Zelada and Sacks have collaborated with over a dozen organizations to create a free opportunity for people with disabilities to ride and roll. “We’ll provide a small, blocked-off location where families can gather to try out the adaptive bicycles, meet and share with other parents, and be a part of the Sunday Parkways spirit, while still having their own space to ride,” they say.

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Partners on the event include: Providence Transportation Management; Portland Parks & Recreation; Kerr Bikes Adaptive Rentals; Oregon State University; Different Spokes; Adaptive Sports NW; United Cerebral Palsy Association; Portland Hand Cycling; Northwest Down Syndrome Association; Providence Children’s Development Institute; Swindell’s Resource Center; AMBUCS: Oregon/SW Washington Chapter; Portland Bureau of Transportation; and Adaptive Biketown.

For Zelada and Sacks, the event is about broadening access to bicycling. “We want our tent of physical exercise for all to be as big as possible and include all who dream of bicycling.”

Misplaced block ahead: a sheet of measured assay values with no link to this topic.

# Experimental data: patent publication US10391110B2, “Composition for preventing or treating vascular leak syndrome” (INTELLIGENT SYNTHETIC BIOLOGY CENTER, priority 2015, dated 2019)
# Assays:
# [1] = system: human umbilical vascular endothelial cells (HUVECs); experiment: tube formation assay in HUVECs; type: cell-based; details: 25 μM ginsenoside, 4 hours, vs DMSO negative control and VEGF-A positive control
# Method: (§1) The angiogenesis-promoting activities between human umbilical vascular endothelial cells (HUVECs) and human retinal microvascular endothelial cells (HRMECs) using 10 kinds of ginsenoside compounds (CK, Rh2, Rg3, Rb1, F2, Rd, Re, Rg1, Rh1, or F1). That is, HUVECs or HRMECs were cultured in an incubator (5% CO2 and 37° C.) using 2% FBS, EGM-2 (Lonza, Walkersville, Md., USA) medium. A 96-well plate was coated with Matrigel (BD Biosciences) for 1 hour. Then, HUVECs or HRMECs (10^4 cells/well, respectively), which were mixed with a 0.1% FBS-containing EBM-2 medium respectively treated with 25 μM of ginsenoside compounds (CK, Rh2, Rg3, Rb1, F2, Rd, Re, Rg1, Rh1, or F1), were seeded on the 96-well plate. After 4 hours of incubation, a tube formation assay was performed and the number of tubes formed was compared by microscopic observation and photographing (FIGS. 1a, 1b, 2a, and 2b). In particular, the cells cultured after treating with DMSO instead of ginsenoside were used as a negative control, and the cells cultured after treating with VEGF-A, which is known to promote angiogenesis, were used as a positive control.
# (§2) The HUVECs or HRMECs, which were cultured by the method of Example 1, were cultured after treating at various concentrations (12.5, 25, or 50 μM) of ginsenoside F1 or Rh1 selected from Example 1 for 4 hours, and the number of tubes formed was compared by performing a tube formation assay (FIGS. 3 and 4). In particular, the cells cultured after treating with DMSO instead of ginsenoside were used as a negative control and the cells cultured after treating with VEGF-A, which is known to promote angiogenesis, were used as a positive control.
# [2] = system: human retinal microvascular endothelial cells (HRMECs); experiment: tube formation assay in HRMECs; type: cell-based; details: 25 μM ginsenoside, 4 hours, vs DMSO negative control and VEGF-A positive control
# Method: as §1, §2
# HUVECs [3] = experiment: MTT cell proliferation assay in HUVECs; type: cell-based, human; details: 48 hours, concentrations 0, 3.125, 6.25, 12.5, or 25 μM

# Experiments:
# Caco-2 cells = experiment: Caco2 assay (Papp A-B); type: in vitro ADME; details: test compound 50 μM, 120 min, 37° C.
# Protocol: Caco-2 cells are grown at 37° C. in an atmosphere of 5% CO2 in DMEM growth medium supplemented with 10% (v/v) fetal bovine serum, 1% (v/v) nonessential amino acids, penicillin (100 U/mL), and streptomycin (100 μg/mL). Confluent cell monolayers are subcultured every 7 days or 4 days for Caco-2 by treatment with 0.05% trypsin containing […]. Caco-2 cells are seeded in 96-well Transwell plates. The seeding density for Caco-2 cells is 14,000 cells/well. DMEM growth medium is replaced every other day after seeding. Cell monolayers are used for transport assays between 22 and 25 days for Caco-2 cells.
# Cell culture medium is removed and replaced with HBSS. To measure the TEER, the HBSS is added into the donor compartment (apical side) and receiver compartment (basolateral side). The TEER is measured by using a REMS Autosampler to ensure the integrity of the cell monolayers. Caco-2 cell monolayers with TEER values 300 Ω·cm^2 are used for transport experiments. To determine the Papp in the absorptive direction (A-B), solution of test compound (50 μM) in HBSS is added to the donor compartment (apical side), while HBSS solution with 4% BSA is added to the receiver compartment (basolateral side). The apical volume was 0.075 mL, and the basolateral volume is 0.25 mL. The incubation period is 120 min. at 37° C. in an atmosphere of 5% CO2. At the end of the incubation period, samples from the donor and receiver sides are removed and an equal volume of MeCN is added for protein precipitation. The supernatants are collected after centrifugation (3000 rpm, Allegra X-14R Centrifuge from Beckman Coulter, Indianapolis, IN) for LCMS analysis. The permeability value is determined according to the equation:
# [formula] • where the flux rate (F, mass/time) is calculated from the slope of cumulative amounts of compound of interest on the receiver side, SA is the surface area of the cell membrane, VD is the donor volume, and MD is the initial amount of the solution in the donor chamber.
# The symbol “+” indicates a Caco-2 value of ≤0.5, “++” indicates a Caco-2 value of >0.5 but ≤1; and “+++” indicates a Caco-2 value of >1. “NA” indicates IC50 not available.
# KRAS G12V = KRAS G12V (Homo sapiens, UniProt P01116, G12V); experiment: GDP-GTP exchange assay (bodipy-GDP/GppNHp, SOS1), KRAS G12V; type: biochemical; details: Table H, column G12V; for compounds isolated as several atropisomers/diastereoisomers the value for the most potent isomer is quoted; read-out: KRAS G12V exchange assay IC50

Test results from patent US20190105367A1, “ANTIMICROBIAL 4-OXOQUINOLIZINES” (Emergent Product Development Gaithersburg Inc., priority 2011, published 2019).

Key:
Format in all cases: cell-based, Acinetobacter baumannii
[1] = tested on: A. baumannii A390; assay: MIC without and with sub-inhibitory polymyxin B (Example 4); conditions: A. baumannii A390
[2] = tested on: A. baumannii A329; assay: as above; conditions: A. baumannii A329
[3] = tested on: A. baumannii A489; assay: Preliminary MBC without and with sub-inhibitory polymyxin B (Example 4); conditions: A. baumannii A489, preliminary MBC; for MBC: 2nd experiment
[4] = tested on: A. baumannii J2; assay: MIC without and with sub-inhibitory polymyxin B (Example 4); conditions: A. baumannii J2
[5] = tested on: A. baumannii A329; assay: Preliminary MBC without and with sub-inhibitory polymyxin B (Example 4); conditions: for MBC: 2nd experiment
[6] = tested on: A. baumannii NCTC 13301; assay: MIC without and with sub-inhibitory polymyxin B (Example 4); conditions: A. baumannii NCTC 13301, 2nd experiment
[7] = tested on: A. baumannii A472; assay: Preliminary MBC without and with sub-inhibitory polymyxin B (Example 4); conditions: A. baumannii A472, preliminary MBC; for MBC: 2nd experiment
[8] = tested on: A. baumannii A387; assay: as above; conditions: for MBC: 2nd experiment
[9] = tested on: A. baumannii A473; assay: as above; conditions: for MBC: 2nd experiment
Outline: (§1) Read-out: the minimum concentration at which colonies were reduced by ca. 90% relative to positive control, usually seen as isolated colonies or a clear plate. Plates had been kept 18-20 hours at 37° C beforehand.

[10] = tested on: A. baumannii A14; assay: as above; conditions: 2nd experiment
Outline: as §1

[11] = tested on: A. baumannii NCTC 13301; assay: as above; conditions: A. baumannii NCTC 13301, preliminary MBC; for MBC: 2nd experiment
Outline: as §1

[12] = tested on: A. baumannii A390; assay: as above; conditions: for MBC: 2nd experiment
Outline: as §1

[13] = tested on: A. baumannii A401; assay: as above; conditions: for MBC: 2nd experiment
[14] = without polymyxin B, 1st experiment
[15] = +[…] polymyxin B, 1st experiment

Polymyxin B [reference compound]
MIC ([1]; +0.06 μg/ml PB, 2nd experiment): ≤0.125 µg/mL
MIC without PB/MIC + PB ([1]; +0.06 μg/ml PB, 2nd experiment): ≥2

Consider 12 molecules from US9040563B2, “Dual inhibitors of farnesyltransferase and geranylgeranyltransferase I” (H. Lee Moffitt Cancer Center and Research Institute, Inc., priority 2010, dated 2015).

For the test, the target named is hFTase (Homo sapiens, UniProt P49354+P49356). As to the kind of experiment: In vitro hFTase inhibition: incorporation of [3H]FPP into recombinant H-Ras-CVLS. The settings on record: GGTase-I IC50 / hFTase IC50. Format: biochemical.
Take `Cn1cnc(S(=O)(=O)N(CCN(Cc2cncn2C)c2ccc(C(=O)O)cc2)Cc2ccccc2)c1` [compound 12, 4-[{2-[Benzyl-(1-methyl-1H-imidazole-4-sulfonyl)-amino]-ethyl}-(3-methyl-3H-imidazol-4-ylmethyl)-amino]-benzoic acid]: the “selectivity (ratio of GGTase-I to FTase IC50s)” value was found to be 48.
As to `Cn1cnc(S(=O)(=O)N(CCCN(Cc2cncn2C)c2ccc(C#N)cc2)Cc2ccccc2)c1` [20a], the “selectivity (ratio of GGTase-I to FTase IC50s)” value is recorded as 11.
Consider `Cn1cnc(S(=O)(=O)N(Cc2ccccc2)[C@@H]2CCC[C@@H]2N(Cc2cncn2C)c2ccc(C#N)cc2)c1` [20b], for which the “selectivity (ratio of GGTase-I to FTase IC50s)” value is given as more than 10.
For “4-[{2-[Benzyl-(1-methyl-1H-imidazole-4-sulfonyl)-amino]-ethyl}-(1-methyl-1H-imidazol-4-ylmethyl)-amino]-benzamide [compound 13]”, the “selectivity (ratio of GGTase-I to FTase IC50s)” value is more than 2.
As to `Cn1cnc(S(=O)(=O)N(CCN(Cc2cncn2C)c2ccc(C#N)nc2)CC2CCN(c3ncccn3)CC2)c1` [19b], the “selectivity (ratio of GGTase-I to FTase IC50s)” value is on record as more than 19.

In addition to trying out bikes, the event will have an ADA port-a-potty, special assistants to help and welcome participants, and industry experts to share information about equipment.

Here are the details:

Every One Rides at North Portland Sunday Parkways
June 24th from 11:00 am to 4:00 pm.
Harper’s Playground at Arbor Lodge Park (2525 N Dekum St.)

For more information contact Zelada at ajz@zelada[dot]com.

— Jonathan Maus: (503) 706-8804, @jonathan_maus on Twitter and jonathan@bikeportland.org

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Finding a family-friendly Pedalpalooza

Bike Portland - Wed, 06/13/2018 - 09:06

We had a great group for the Kidical Mass ride to Cargo Bike Roll Call on Sunday.
(Photos: Madi Carlson)

I’m incredibly excited to be experiencing my first June as a Portlander, which means my first Pedalpalooza!

Our Family Biking column is sponsored by Clever Cycles.

➤ Read past entries here.